Right to education
Education is an economic and social right, similar to the right to housing and the right to decent work. Our commitments to education can be found in a number of international agreements that Canada, and many other countries around the world, have signed. In 2015, the UN General Assembly adopted the 2030 Agenda for Sustainable Development, including the Sustainable Development Goal 4 which states that signatories should work towards inclusive and equitable quality education, and promote lifelong-learning opportunities for all.
Much like other social and economic rights, including the right to food or the right to income security, the realization of the right to education in advanced economies such as Canada has lagged behind political and civil rights. A right to education means that education is guaranteed for all without discrimination; that states have an obligation to protect, respect and fulfil this right; and that states need to be held accountable for violations of this right.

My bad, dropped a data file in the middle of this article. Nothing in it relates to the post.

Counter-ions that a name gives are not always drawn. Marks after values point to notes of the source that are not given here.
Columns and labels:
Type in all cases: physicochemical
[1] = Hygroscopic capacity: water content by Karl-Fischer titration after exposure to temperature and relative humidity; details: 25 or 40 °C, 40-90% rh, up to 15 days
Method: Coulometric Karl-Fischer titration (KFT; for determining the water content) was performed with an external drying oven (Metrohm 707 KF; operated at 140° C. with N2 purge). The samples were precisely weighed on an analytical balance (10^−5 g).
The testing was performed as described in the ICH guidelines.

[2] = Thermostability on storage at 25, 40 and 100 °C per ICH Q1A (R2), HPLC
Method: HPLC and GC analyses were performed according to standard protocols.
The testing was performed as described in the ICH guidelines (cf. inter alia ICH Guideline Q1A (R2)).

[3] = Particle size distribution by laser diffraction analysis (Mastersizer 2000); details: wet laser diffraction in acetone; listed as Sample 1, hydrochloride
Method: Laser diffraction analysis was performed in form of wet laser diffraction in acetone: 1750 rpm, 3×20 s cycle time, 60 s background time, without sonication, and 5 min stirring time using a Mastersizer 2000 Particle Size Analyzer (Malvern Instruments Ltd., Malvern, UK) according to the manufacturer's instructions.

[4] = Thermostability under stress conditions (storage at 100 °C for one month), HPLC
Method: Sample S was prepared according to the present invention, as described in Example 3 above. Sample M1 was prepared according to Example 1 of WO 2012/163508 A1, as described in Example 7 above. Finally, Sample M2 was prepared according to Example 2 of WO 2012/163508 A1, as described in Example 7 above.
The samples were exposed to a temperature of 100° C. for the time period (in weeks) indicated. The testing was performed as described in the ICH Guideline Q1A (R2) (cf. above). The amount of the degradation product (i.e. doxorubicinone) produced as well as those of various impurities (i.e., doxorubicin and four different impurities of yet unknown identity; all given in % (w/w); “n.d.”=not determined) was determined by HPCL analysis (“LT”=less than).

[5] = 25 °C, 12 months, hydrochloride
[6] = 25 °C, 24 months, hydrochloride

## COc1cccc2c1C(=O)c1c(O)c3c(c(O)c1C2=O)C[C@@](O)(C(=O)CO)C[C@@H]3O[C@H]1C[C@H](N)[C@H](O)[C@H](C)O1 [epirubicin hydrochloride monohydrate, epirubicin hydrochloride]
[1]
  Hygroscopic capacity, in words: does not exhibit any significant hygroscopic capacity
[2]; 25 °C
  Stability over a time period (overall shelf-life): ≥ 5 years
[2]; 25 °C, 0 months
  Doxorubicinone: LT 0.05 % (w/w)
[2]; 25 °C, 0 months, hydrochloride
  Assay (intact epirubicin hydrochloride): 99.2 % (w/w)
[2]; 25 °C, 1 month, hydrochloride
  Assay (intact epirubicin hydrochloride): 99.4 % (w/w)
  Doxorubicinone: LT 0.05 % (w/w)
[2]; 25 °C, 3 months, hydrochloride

The right to education matters because it is also a means to achieving other rights. If you have access to education, you are more likely to know your rights, and know how to advocate for yourself and for others. Education empowers people and acts as an enabler for realizing your other rights.
Our work on education includes exploring what a right to education means in an advanced economy. In addition, we are interested in understanding how human rights education strengthens peoples’ abilities to advocate for themselves and others when their rights are violated.
Learn more about our work:
- What should the right to education look like in Canada?
- Think education in Ontario doesn’t need to be protected as a human right? Think again
- Young people want to engage with human rights: Interview with Kate Butler about human rights education for students
- How the Youth and Philanthropy Initiative is bringing human rights to student civic engagement